Even as consumers are becoming more sensitive about data sharing, banks remain trusted stewards of consumer data. According to an A.T. Kearney report, 58% of consumers are willing to hand over their data to their primary bank to improve their financial lives.
“The need and the value is there,” Hedges said. “Now is going to be a good time for banks to step forward with tools that help consumers intentionally and securely share their data.”
Only time will tell if Citi finds a big enough market for its app. To the privacy-minded, sharing more data with a big brand sounds like a perfect way to get spammed, or worse, become a much more alluring hacker target. For many privacy advocates, blockchain is viewed as a solution to privacy problems, not a traditional financial player — they cite the Equifax breach as evidence for why.
Citi said it takes privacy and security very seriously. So if users want to stop sharing data with the bank app, they can. “You have to let customers choose what they want, when they want it,” Piazza said.
Ben Gaddis, president of the innovation consultancy T3, has some doubts about the app’s utility, including concerns about whether the bank will support an app regardless of how many sales it generates. “There has to be some sort of business in it for them,” he said. “If it doesn’t drive checking accounts, how long will it be supported? Probably not that long.”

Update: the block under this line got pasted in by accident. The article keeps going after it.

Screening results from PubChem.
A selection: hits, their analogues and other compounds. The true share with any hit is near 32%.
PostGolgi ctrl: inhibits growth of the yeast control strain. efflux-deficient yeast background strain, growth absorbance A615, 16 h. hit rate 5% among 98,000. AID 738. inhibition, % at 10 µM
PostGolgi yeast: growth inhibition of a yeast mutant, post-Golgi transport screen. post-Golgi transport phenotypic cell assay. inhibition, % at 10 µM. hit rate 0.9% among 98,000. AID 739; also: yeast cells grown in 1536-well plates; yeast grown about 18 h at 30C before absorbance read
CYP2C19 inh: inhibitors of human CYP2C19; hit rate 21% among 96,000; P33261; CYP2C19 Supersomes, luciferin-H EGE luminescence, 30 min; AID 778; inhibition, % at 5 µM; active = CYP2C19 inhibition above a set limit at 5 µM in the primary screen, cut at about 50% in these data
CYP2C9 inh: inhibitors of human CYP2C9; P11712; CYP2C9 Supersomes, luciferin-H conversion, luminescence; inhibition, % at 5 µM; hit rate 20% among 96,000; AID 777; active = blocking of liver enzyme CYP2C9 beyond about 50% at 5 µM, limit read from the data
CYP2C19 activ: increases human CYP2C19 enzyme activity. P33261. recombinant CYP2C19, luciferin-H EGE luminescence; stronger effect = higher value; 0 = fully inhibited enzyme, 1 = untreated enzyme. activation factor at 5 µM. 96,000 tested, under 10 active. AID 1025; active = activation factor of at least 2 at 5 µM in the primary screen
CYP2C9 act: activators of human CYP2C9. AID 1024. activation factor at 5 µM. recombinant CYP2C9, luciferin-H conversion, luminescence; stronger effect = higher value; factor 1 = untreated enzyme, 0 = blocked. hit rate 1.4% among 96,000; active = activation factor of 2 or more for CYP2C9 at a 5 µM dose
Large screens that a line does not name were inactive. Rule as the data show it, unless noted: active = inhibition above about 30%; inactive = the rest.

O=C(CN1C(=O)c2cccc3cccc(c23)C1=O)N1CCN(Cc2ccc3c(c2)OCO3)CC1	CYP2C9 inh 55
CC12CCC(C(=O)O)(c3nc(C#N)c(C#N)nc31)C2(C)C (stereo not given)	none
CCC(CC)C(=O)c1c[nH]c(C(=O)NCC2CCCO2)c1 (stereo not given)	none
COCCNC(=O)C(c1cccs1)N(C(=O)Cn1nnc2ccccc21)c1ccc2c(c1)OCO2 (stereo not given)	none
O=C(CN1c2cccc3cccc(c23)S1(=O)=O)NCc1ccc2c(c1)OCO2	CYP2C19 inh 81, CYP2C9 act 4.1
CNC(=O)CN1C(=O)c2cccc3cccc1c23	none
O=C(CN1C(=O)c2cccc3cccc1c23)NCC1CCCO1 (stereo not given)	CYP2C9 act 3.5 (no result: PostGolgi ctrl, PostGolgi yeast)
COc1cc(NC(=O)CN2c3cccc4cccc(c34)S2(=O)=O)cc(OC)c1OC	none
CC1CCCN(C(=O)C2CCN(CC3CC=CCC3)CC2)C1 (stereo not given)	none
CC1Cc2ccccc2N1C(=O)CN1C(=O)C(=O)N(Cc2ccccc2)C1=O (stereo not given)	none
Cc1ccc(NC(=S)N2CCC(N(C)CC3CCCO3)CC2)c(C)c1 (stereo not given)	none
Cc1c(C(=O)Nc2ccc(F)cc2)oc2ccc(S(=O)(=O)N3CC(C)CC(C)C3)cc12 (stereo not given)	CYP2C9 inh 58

Ron Shevlin, director of research at Cornerstone Advisors, is another naysayer. He says Citi’s effort is doomed. As Shevlin recently blogged, “Citi is misinterpreting consumer behavior, and failing to understand the direction that PFM is taking.”
Regardless of whether the app flames out, it offers a glimpse of a direction the industry many believe it must take — to champion people’s financial well-being at a time when the traditional bank model of holding money is under attack by services that promote savings, reduce debt and move money fast.
“There is a really old model here that worked for a long time,” Gaddis said. “But the way people think about money and finance has changed. … Money will be everywhere.”